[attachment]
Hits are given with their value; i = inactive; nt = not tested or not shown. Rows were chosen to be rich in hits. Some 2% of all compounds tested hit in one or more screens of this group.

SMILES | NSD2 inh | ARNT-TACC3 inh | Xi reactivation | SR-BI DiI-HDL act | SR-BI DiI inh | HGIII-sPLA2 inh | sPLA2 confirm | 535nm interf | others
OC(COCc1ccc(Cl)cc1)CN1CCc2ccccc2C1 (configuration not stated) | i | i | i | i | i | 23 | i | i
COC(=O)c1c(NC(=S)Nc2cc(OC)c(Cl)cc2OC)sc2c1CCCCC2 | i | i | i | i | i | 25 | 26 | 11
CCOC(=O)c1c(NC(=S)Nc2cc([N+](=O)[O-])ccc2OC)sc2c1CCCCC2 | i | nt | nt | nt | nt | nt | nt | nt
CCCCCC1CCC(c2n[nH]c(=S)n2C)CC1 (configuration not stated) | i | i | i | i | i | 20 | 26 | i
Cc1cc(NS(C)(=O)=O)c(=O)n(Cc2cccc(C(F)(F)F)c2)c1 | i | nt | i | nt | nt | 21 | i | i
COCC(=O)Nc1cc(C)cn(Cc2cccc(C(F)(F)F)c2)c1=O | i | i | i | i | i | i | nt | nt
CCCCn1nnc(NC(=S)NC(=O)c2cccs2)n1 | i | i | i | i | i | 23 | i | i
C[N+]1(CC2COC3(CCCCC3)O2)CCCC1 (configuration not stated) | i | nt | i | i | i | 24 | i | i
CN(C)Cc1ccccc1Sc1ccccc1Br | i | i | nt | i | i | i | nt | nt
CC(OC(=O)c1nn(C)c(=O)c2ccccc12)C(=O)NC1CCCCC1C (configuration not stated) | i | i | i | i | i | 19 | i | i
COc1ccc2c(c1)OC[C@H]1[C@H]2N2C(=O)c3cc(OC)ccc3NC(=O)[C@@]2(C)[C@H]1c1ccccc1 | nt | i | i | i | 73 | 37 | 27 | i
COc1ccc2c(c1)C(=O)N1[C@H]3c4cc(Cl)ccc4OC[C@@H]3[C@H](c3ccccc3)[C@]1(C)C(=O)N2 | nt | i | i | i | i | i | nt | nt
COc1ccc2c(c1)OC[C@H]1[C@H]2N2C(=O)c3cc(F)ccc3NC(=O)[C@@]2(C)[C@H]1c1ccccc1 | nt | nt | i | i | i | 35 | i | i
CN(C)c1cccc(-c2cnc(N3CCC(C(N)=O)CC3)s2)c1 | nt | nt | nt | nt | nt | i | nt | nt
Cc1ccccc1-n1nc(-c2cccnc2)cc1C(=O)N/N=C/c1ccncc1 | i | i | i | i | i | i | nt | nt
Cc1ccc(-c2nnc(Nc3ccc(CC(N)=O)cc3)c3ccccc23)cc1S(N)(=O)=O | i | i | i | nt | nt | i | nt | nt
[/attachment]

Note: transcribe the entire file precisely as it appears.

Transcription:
Hits are given with their value; i = inactive; nt = not tested or not shown. Rows were chosen to be rich in hits. Some 2% of all compounds tested hit in one or more screens of this group.

SMILES | NSD2 inh | ARNT-TACC3 inh | Xi reactivation | SR-BI DiI-HDL act | SR-BI DiI inh | HGIII-sPLA2 inh | sPLA2 confirm | 535nm interf | others
OC(COCc1ccc(Cl)cc1)CN1CCc2ccccc2C1 (configuration not stated) | i | i | i | i | i | 23 | i | i
COC(=O)c1c(NC(=S)Nc2cc(OC)c(Cl)cc2OC)sc2c1CCCCC2 | i | i | i | i | i | 25 | 26 | 11
CCOC(=O)c1c(NC(=S)Nc2cc([N+](=O)[O-])ccc2OC)sc2c1CCCCC2 | i | nt | nt | nt | nt | nt | nt | nt
CCCCCC1CCC(c2n[nH]c(=S)n2C)CC1 (configuration not stated) | i | i | i | i | i | 20 | 26 | i
Cc1cc(NS(C)(=O)=O)c(=O)n(Cc2cccc(C(F)(F)F)c2)c1 | i | nt | i | nt | nt | 21 | i | i
COCC(=O)Nc1cc(C)cn(Cc2cccc(C(F)(F)F)c2)c1=O | i | i | i | i | i | i | nt | nt
CCCCn1nnc(NC(=S)NC(=O)c2cccs2)n1 | i | i | i | i | i | 23 | i | i
C[N+]1(CC2COC3(CCCCC3)O2)CCCC1 (configuration not stated) | i | nt | i | i | i | 24 | i | i
CN(C)Cc1ccccc1Sc1ccccc1Br | i | i | nt | i | i | i | nt | nt
CC(OC(=O)c1nn(C)c(=O)c2ccccc12)C(=O)NC1CCCCC1C (configuration not stated) | i | i | i | i | i | 19 | i | i
COc1ccc2c(c1)OC[C@H]1[C@H]2N2C(=O)c3cc(OC)ccc3NC(=O)[C@@]2(C)[C@H]1c1ccccc1 | nt | i | i | i | 73 | 37 | 27 | i
COc1ccc2c(c1)C(=O)N1[C@H]3c4cc(Cl)ccc4OC[C@@H]3[C@H](c3ccccc3)[C@]1(C)C(=O)N2 | nt | i | i | i | i | i | nt | nt
COc1ccc2c(c1)OC[C@H]1[C@H]2N2C(=O)c3cc(F)ccc3NC(=O)[C@@]2(C)[C@H]1c1ccccc1 | nt | nt | i | i | i | 35 | i | i
CN(C)c1cccc(-c2cnc(N3CCC(C(N)=O)CC3)s2)c1 | nt | nt | nt | nt | nt | i | nt | nt
Cc1ccccc1-n1nc(-c2cccnc2)cc1C(=O)N/N=C/c1ccncc1 | i | i | i | i | i | i | nt | nt
Cc1ccc(-c2nnc(Nc3ccc(CC(N)=O)cc3)c3ccccc23)cc1S(N)(=O)=O | i | i | i | nt | nt | i | nt | nt